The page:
Barbara A. Holmes is a spiritual teacher, activist and scholar who stresses African American spirituality, mysticism, cosmology and culture. She has served as President Emerita of United Theological Seminary of the Twin Cities and served as Vice President of Academic Affairs and Dean of Memphis Theological Seminary. Prior to accepting the call to the ministry, she worked as an early childhood educator, a professional actor, and a corporate lawyer in Georgia, Florida and Texas. A gifted and profound speaker and lecturer, she says, “My life is committed to the struggle for justice, the healing of the human spirit, and the art of relevant radical creativity.”
November 22, 2020
During Pentecost, missional activity is a natural outgrowth of sacred empowerment. In our own context missional activity often includes an overriding denominational and political agenda… It erupts out of the contemplative unity of the gathered community. From the realm of multiple realities, the Spirit storms the upper room and disrupts the probability of institutional dysfunction that is certain to follow Christ’s leave-taking. Instead the disciples are left with flaming tongues and a burning message. Is there a Pentecost for our generation that will free us from the structures and vain assumptions that bind us?
Abraham Joshua Heschel (1907-1972), a descendant of two important Hasidic dynasties, was born in Warsaw, educated in Poland, taught in Germany, London and United States, and was considered by many to be a prophet’s prophet. He aimed, through his writing and teaching, to challenge modern people to be open to a renewed spiritual dimension and to engage the issues of the day with faith and moral fortitude. His timely writings liberated many and inspired a generation of faith and social leaders whose impact is felt today in the 2 st century. His active role in the historic civil rights movement and peace movement of the 20th century created a unique and vital coalition for transformative social change agents.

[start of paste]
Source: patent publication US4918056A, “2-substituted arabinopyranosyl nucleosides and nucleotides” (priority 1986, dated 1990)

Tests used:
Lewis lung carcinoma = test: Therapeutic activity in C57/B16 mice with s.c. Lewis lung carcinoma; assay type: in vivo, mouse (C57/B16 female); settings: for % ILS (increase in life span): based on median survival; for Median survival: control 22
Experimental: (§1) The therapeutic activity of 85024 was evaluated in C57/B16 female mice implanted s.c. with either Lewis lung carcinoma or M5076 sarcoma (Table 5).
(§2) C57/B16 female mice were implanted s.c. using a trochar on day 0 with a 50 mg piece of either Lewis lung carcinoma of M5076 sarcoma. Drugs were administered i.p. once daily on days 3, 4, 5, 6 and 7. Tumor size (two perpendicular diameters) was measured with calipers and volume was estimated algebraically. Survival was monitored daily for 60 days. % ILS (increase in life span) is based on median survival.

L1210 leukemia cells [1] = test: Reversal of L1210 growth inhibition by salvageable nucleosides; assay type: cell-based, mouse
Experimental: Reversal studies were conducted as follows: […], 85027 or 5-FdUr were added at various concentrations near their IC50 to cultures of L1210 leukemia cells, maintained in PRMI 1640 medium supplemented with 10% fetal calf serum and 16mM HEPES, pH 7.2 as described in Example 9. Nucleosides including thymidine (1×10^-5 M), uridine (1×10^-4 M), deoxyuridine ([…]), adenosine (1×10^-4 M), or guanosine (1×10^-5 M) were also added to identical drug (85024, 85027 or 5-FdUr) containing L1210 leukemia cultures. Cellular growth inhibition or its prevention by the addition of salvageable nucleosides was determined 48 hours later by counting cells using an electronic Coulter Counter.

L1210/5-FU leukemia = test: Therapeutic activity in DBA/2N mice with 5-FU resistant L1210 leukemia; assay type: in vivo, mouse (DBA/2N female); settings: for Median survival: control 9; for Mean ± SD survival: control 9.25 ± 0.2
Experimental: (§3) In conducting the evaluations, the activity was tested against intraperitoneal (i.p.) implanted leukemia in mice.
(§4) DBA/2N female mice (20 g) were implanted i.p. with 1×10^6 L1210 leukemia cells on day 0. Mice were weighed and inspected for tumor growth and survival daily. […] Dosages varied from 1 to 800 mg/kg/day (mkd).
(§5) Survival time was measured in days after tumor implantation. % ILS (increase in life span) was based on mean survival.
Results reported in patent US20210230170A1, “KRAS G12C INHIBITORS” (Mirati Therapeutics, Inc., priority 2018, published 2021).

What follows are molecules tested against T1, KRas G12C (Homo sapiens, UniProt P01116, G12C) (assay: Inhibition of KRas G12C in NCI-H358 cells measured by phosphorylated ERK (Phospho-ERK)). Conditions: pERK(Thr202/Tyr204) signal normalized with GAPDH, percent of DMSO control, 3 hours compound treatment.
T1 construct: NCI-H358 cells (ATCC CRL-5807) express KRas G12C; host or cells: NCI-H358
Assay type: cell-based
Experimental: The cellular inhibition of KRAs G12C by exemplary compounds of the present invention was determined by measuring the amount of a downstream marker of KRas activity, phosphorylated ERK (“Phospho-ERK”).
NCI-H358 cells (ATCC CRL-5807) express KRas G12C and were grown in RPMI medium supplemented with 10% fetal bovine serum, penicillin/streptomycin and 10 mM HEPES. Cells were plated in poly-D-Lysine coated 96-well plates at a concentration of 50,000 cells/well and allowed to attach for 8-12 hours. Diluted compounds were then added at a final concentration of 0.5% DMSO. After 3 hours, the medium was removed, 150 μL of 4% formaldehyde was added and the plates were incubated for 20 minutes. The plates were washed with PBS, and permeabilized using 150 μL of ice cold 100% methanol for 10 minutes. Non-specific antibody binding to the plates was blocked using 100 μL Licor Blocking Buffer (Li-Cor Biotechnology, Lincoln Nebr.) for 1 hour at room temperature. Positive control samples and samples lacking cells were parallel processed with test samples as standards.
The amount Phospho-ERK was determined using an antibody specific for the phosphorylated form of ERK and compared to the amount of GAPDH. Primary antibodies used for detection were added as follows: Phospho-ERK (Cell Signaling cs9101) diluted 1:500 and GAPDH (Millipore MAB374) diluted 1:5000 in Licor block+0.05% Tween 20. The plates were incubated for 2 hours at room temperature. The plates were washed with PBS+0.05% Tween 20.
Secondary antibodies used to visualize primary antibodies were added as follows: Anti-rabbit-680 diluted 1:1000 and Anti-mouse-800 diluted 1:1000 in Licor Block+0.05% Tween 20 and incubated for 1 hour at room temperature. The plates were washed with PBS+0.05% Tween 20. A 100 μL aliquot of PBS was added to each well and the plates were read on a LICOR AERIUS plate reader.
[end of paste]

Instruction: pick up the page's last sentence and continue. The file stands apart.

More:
Mankind’s Greatest Privilege – 11/22/20
The Bible is mankind’s greatest privilege.
It is so far off and so direct in its demands and full of compassion in its understanding. No other book so loves and respects the life of man. No loftier songs about his misery and hope have ever been expressed, and nowhere has man’s need for guidance and the certainty of his ultimate redemption been so keenly conceived. It has the words that startle the guilty and the promise that upholds the forlorn. And he who seeks a language in which to utter his deepest concern, to pray, will find it in the Bible.
I Asked for Wonder: A Spiritual Anthology
Abraham Joshua Heschel,
Edited by Samuel H. Dresner